A surprise solar storm hit the Earth at over 2,500,000 km / h


This moderate intensity phenomenon was not threatening, but the fact that it went completely unnoticed bothered the researchers.

Recently, astronomy enthusiasts were able to enjoy an extremely rare sight with the alignment of Mercury, Venus, Mars, Jupiter and Saturn, all lined up in a row of onions in the order of proximity to the Sun, an event that was not it took place from 1864. But in the northern hemisphere, the spectacle was sometimes “photo-bombed” by a phenomenon that was also magnificent, but completely unexpected at that moment: the auroras.

These magnificent celestial lights are relatively frequent; on the other hand, it is much rarer that they occur without warning. It is because they are directly associated with a cosmological phenomenon that astronomers observe with particular attention: solar flares And geomagnetic storms which result.

In short, a solar flare is neither more nor less than a large emission of particularly intense light. They arise as a result of an upheaval in the Sun’s magnetic field. But they can also be associated with what is called coronal mass ejections, or CMEs.

The geomagnetic storms that cause auroras usually come from coronal mass ejections, plasma bubbles originating from sunspots. © SDO / HMI

Astronomers keep an eye on …

During these events, a bubble of superheated charged particles (we speak of plasma) is catapulted at high speed in a certain direction. Sometimes these eruptions can shoot directly towards the Earth. The particles then collide with the Earth’s magnetic field, which acts as a shield against these phenomena. This stream of solar plasma then crashes into the upper atmosphere, which can sometimes give rise to auroras.

But the most powerful of them can break through this shield and have noticeable effects. Not directly on humans, but on electrical systems and electronic equipment. This is for example what happened around Easter weekend, when moderate solar flares caused some radio blackouts on Earth (see our article).

And it is precisely for this reason that NASA diligently monitors the dynamics of solar cells. Because in some rare cases, exceptionally intense EMCs are quite capable half grid of the world’s electronic infrastructure in a few moments, with all the catastrophic consequences that this entails.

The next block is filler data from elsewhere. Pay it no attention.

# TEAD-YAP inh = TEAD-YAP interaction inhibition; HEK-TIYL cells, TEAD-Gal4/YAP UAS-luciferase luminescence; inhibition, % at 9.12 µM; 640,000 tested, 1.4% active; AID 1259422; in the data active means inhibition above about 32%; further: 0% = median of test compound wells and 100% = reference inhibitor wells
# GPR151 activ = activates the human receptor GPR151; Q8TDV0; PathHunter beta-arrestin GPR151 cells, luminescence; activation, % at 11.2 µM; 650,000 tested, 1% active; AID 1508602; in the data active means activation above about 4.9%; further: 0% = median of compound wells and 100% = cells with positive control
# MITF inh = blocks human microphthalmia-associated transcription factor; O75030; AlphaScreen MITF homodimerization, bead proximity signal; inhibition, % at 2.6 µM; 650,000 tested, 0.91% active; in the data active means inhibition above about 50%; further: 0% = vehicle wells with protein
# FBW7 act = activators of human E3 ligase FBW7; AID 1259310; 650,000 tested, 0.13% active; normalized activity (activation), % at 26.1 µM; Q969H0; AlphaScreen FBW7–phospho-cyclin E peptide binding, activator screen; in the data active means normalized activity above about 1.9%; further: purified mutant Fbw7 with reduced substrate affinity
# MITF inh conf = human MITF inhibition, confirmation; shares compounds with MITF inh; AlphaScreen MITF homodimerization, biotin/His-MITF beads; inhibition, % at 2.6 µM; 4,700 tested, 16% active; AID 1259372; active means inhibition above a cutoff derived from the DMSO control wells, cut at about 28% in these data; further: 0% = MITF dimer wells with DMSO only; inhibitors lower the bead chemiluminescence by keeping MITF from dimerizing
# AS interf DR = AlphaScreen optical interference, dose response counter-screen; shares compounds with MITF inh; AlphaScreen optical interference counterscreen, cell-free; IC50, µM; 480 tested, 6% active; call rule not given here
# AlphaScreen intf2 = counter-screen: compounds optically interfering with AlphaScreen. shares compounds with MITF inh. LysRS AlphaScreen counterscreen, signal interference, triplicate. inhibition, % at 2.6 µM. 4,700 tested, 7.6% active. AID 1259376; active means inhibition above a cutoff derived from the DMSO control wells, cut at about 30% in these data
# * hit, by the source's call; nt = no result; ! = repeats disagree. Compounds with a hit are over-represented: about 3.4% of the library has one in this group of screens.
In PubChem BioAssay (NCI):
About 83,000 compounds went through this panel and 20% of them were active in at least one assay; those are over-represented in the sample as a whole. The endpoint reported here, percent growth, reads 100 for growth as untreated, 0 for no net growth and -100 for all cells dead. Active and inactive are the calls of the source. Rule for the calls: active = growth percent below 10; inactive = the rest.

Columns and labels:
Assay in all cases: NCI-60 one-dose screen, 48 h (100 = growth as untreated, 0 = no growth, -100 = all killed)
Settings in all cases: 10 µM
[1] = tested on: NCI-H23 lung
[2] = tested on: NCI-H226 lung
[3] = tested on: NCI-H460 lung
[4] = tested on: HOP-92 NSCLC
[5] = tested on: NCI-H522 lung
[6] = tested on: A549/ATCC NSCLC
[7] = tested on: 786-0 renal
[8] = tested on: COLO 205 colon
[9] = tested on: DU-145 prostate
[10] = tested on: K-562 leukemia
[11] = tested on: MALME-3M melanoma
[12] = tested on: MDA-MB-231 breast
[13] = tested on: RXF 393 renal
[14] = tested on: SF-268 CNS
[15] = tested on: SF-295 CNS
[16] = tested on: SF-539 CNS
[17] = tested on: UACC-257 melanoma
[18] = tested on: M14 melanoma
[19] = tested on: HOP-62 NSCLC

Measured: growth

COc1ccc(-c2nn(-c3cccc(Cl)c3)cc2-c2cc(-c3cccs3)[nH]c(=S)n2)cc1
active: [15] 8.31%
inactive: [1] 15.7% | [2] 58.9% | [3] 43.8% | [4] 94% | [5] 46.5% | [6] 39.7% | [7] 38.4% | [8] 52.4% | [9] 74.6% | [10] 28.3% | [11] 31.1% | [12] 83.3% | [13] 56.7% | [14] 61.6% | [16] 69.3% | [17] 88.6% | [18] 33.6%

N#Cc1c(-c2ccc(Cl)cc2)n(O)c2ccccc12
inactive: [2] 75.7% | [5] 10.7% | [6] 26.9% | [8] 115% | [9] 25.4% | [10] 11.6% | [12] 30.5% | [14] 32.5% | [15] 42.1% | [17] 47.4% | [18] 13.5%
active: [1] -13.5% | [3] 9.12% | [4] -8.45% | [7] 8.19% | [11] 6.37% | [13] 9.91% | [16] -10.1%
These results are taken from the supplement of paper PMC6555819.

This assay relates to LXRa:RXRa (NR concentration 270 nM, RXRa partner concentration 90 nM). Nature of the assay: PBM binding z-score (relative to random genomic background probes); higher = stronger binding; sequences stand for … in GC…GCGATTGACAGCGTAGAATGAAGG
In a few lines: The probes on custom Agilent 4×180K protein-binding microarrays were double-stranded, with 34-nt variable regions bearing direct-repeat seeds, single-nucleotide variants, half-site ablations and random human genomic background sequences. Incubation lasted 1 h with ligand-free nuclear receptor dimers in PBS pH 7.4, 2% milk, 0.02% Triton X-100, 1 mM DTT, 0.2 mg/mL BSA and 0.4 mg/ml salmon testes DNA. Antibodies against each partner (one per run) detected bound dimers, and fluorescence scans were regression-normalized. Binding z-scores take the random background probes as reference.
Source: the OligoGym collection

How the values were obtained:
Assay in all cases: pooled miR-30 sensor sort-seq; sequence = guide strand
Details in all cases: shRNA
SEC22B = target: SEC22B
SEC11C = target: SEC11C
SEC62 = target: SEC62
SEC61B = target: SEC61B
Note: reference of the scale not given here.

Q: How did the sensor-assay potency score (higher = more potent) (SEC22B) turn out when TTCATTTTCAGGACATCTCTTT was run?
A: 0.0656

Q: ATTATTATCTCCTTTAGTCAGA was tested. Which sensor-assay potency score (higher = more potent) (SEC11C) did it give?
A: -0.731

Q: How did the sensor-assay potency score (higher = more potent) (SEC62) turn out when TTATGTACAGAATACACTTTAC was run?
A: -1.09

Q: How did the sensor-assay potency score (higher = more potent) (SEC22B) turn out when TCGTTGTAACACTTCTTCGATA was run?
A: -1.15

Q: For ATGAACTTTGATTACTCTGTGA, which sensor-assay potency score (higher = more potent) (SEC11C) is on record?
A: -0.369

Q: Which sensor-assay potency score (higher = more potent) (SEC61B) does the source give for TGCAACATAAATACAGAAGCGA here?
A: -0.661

An example of a solar flare captured on March 30 by NASA’s Solar Dynamics Observatory. © NASA / GSFC / SDO

… but they were still surprised

The agency had therefore anticipated the blackouts of the Easter weekend. The storm of June 26, on the other hand, took everyone by surprise. No astronomer predicted its arrival when it crashed head-on into Earth’s magnetic shield, with a jaw-dropping peak speed measured at 2.52 million km / h, nearly double the average, according to NASA.

Fortunately, according to the report identified by LiveScience, the intensity of this geomagnetic storm remained fairly moderate despite its speed; in any case, no blackouts or damage to infrastructures were reported. For the general public, the story ends here. On the other hand, for researchers, it’s a shivering event down the spine.

They spend so much time looking at sunspots precisely to avoid being faced with a fait accompli at the last moment if a storm of critical intensity were to hit the Earth.

There is therefore enough to be at the same time lifted up to have had a loophole for a hair, but also worried that I have lost this information. A bit like a pedestrian lost in his thoughts who escaped a frontal impact with a heavy weight in extremis.

An ECM from unexpected territory

Since then, the challenge has been to determine why and how this storm could have been so discreet. And astronomers finally believe they have a satisfactory answer; for them, this geomagnetic storm simply wasn’t part of a sunspot.

They believe the eruption occurred in what is called a co-rotating interaction region or CIR. This corresponds to an output of crossroads where extremely fast and slower solar winds meet. This interaction between charged particles can result in an accumulation of plasma, which can then be ejected like a cannonball during a shock of the magnetic field.

But unlike sunspots, astronomers don’t regularly monitor these CIRs, which is why it took everyone by surprise. This story therefore reinforces the idea that it is not wise to simply monitor sunspots; need scrutinizing the Sun as a whole, with many distinct techniques.

This would then allow you to be notified as soon as possible in the event of a catastrophic eruption of the type Carrington event (see our article) occurred. This it would not substantially change the situation for as it is, humanity remains largely helpless against the whims of its fetish star. But in such a catastrophic context, the smallest minute could make all the difference protect some vital systems for Humanity.

Either way, the message is clear: we will need to keep our eyes peeled as we approach the next peak of solar activity, expected between 2023 and 2026.


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